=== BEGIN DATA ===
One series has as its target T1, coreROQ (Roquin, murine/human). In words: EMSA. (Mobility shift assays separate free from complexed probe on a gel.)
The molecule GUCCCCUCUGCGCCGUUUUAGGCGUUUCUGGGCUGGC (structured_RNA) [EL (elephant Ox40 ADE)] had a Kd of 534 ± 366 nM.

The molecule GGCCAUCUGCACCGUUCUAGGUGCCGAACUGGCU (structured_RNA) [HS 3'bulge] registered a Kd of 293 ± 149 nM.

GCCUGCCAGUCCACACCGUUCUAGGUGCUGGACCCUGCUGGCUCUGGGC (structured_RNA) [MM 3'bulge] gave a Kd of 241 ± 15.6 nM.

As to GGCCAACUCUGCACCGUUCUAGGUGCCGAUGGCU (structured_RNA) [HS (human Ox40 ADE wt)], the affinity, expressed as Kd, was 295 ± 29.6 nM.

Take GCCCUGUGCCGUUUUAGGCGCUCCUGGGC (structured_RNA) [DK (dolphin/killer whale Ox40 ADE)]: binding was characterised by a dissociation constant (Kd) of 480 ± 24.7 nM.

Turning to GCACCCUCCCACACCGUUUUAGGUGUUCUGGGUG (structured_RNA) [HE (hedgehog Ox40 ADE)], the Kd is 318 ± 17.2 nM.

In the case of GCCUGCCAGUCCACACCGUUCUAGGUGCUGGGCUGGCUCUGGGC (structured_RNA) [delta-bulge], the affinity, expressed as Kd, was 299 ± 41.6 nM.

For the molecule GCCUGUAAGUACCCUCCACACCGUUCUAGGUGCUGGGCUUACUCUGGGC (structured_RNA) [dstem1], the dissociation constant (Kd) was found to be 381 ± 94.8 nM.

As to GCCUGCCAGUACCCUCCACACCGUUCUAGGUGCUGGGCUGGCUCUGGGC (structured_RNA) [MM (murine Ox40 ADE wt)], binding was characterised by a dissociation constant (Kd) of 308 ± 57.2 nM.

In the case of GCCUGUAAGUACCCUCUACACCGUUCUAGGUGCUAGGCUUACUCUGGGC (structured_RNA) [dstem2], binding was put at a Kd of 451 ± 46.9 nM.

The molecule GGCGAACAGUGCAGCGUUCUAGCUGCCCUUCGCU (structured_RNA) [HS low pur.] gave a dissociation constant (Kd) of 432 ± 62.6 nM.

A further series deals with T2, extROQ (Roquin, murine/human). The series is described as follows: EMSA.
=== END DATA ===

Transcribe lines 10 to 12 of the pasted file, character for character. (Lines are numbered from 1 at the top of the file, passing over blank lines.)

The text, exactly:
As to GCCUGCCAGUACCCUCCACACCGUUCUAGGUGCUGGGCUGGCUCUGGGC (structured_RNA) [MM (murine Ox40 ADE wt)], binding was characterised by a dissociation constant (Kd) of 308 ± 57.2 nM.

In the case of GCCUGUAAGUACCCUCUACACCGUUCUAGGUGCUAGGCUUACUCUGGGC (structured_RNA) [dstem2], binding was put at a Kd of 451 ± 46.9 nM.

The molecule GGCGAACAGUGCAGCGUUCUAGCUGCCCUUCGCU (structured_RNA) [HS low pur.] gave a dissociation constant (Kd) of 432 ± 62.6 nM.